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Author Topic: Bone broth?  (Read 27769 times)

HungryinTN

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Bone broth?
« on: August 05, 2013, 12:22:39 PM »
So I keep hearing about all of the wonderful benefits of bone broth, and I've decided to give it a try.  This will be my first venture into meat-based cooking in my whole life, so I need a little hand holding.  So...what do I do?  I am going to go to a local butcher tomorrow to see about getting bones (they are only open Tues-Sat), I don't know yet whether or not they have grass fed, but I don't know exactly how important that is with broth, and I mostly have NO IDEA what I'm doing.  I mean seriously, I grew up in a meat-free household.  I've never seen meat prepared.  Talk to me like I'm a kindergartner.  What should I ask for?  Bones of what animal?  What do I do to it when I've got it home?  How much will how many bones make?  I've read several recipes online but I feel like there is a certain amount of foreknowledge assumed by all of them, because I am great at recipes but I feel completely lost with the whole bone broth concept. Thanks all!

Jan in Key West

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Re: Bone broth?
« Reply #1 on: August 05, 2013, 04:59:14 PM »
Hungry.....Try to get pastured animal bones if at all possible. The 'bone broth purists' (whoever they are) recommend grass-fed/sustainable animal bones. I think probably everyone has their own system for making bone broth and I'm pretty new to this but will throw in my two cents for this very worthy cause.


I make beef bone broth using the largest representation from the animal.....from head to toe. It's typical to find 'soup bones' from most butchers....they are usually the larger bones and have been sawed into smaller portions.....so start there.  Ask if they have anything else that you could use in making bone broth and they may surprise you with something interesting. I often add some organ meats....but only use those if the animal was pastured raised. Roast the bones with olive oil for an hour at 375-400.....put in your stockpot....cover with filtered water.....add 1/4 cup vinegar.....and simmer for 3 days.  Some people add veggies but I don't do that anymore.....maybe an onion but that's it....just the bones. I've read that corn fed bones may produce a 'scum' that needs to be syphoned off....but I haven't had that experience with pasture raised/pasture finished beef. I've managed to develop a great relationship with my farmer (I'm blessed!) and he saves me lots of cool stuff....knuckles, joints, parts of the skull, hooves.......but I have yet to ask for the eyeballs (which are supposedly really high in Vit A)! :o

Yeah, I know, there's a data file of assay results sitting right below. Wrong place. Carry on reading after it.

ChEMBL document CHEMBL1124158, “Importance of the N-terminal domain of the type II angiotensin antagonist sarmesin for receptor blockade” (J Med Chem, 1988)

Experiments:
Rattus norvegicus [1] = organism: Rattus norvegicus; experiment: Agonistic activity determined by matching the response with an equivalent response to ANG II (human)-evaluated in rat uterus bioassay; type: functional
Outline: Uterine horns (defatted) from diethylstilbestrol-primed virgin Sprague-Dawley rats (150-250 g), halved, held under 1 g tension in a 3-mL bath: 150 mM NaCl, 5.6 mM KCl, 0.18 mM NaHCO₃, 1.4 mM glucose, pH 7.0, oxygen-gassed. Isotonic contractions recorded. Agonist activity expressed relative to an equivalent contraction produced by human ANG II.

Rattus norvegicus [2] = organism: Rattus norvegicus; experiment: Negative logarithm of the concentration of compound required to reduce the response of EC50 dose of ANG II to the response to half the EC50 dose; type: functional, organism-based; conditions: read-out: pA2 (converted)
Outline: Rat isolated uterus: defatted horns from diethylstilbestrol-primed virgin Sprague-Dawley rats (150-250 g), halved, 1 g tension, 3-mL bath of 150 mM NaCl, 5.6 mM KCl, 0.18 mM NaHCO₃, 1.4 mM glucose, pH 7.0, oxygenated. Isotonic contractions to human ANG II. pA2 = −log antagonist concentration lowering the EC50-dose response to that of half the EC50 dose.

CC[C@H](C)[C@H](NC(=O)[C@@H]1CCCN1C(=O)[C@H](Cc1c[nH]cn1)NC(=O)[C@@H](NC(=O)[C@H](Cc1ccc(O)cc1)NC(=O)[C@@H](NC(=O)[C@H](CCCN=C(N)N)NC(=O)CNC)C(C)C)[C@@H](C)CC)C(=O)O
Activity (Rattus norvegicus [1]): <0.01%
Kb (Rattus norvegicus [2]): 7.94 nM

Chicken bone broth....I just use a carcass from a chicken I roasted, add some chicken feet (again, from my butcher) some organ things....and cook for 24 hours....a great gelatinous broth!


You can't make mistakes.....just try it.....and good luck! It's one of the best things I've done....other than ridding myself of wheat!

HungryinTN

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Re: Bone broth?
« Reply #2 on: August 05, 2013, 06:06:28 PM »
Yeah...I don't see myself going for any organs or eyeballs yet.  But hopefully I can stomach some bones.  Thanks!

Jan in Key West

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Re: Bone broth?
« Reply #3 on: August 08, 2013, 03:04:58 PM »
FYI.....I wrote Sally Fallon at Weston Price in July inquiring about the use of a pressure cooker in making bone broth and whether they had any nutritional data regarding the differences. I just received an answer from her and while they do not have specific nutritional data, she does not recommend using a pressure cooker because  bones (especially the cartilage) need a long slow simmer to extract it's benefits.  So, I'm returning my pressure cooker.....

Jan in Key West

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Re: Bone broth?
« Reply #4 on: August 10, 2013, 04:31:04 PM »
My induction burner arrived yesterday....boy that was fast! Roasting a 'Savoy' chicken for dinner tonight and will use the carcass, along with some roasted chicken feet....and simmer for 30 hours for chicken bone broth......

Rita

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Re: Bone broth?
« Reply #5 on: August 10, 2013, 04:41:41 PM »
Quote
will use the carcass, along with some roasted chicken feet..


Jan... you're such a carnivore!

Jan in Key West

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Re: Bone broth?
« Reply #6 on: August 10, 2013, 04:50:48 PM »